This is a developing story and will be updated.
Update 9 a.m. Wednesday: The historic Goldenrod Showboat has suffered serious structural damage that has sunk plans for its eventual return to the St. Louis riverfront, according to the volunteer group that’s been working to preserve the landmark.
The Historic Riverboat Preservation Association announced Wednesday morning that it will salvage what it can from the boat’s interior for a riverboat museum. The showboat’s hull buckled after the vessel was moved recently. The century-old showboat has been moored in a remote spot along the Illinois River near Kampsville, Ill.
The historic Goldenrod Showboat has suffered serious structural damage, according to the volunteer group that’s been working to return it to the St. Louis riverfront.
The group was meeting Tuesday night to discuss the fate of the century-old showboat, said Hugh McPheeters, president of the nonprofit Historic Riverboat Preservation Association.
The Goldenrod has been moored in a remote spot along the Illinois River, near Kampsville, Ill., while the group worked to raise funds to restore it. The damage occurred after the vessel was moved. The showboat, which sits atop a barge, had been listing in the river, so the barge was moved to a nearby spot that was believed to be flat. The idea was to relieve pressure on the structure. But after the river level dropped, the bow and stern were on ground, but its center was not. The hull buckled on both sides of the vessel.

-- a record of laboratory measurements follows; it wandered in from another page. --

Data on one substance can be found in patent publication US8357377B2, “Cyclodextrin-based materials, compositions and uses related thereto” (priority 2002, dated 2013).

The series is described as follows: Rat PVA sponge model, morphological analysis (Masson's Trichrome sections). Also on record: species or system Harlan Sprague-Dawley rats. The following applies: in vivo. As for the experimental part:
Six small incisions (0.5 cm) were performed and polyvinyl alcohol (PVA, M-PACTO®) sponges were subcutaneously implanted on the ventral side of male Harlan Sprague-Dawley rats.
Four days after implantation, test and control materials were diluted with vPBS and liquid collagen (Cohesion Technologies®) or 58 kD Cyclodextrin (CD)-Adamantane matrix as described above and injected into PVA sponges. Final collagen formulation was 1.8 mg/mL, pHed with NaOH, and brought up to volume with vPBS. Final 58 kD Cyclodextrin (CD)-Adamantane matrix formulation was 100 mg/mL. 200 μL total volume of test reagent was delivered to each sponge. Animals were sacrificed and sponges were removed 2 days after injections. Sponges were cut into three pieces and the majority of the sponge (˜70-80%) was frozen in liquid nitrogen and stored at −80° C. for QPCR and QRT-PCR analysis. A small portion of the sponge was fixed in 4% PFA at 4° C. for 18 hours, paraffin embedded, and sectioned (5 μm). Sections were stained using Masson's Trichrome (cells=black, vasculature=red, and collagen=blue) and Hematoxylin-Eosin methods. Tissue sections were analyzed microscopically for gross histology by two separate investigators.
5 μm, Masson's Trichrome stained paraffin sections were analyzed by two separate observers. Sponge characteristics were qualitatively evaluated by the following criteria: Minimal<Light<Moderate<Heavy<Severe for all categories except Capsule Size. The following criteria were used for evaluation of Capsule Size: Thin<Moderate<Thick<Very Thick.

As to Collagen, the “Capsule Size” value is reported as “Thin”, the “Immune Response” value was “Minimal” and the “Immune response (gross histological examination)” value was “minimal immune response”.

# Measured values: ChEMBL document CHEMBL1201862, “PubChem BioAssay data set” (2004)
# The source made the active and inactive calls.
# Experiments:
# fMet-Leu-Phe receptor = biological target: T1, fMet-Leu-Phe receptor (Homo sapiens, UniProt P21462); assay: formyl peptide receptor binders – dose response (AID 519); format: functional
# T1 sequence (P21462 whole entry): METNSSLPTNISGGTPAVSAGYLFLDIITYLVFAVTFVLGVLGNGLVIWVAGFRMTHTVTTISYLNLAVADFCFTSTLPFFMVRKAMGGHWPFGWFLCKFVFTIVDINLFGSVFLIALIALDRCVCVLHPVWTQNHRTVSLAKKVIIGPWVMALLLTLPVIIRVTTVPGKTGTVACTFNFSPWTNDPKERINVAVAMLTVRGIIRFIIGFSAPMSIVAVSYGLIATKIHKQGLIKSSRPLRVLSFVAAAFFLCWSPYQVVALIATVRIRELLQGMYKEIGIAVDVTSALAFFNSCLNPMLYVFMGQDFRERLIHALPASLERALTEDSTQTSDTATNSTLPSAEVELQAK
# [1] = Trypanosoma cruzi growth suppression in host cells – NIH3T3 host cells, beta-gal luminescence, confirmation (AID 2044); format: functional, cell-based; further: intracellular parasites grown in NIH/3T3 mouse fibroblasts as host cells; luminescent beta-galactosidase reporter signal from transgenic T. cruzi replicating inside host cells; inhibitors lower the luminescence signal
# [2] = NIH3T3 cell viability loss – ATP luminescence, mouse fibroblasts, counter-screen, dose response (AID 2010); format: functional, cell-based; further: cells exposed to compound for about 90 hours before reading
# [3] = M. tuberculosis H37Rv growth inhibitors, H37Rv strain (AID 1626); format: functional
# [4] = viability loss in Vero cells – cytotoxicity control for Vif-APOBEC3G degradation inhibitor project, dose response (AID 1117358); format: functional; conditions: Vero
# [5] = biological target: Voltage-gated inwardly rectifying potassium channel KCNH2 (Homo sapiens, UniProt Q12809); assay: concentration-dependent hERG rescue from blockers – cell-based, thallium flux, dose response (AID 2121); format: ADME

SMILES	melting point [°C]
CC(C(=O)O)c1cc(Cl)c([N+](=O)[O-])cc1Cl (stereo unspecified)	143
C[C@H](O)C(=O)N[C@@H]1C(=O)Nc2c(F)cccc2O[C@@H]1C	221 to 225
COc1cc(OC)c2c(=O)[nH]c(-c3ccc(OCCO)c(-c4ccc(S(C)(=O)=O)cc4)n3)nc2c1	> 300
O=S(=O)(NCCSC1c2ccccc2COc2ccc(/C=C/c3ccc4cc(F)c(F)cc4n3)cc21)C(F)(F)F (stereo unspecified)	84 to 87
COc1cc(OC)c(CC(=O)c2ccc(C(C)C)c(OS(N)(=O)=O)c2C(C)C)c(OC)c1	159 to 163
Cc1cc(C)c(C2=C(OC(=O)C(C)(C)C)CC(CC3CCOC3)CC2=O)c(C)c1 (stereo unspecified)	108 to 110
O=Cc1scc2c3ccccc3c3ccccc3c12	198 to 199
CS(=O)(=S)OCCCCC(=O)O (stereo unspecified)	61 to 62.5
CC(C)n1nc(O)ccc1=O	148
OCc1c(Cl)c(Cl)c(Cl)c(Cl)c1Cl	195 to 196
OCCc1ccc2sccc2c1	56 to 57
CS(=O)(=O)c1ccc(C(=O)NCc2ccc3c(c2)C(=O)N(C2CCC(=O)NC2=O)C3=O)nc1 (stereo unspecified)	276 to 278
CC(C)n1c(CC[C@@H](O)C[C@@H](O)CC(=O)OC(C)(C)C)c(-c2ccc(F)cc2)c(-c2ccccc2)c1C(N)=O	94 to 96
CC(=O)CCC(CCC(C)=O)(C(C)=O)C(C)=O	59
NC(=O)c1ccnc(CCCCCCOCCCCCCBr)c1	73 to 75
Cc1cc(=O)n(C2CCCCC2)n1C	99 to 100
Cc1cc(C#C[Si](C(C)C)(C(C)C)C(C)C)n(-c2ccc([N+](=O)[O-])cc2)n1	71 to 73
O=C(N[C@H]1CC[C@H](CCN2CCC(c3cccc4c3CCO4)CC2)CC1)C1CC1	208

Earlier this year, the group had reached an agreement to buy the showboat from its current owners, along with the riverfront acreage where it was docked. They mounted a fundraising effort and had already paid about $13,000 toward the purchase price. The group had also taken over maintenance responsibilities and the cost of insuring the vessel.
The dock owners have repeatedly threatened to sell the showboat for salvage. But Jake Medford, vice president of the preservation group, said the owners have been willing to work with the preservation group. The sale was to provide a safe harbor for the Goldenrod, while the group raised the money needed for repairs -- estimated at several millions of dollars.
The Goldenrod was designated a National Historic Landmark in 1967. It is believed to be one of the last of the floating theaters that delivered entertainment to Mississippi River towns in the early 20th century.
After her traveling days ended in 1937, the Goldenrod was moored for 50 years on the St. Louis riverfront, where it was a popular venue for live theater and ragtime music. The showboat has been dark since 2001 -- after a 12-year run as a dinner theater on the St. Charles riverfront. The showboat been “in storage” at this riverbank in Calhoun County, about 80 miles from St. Louis.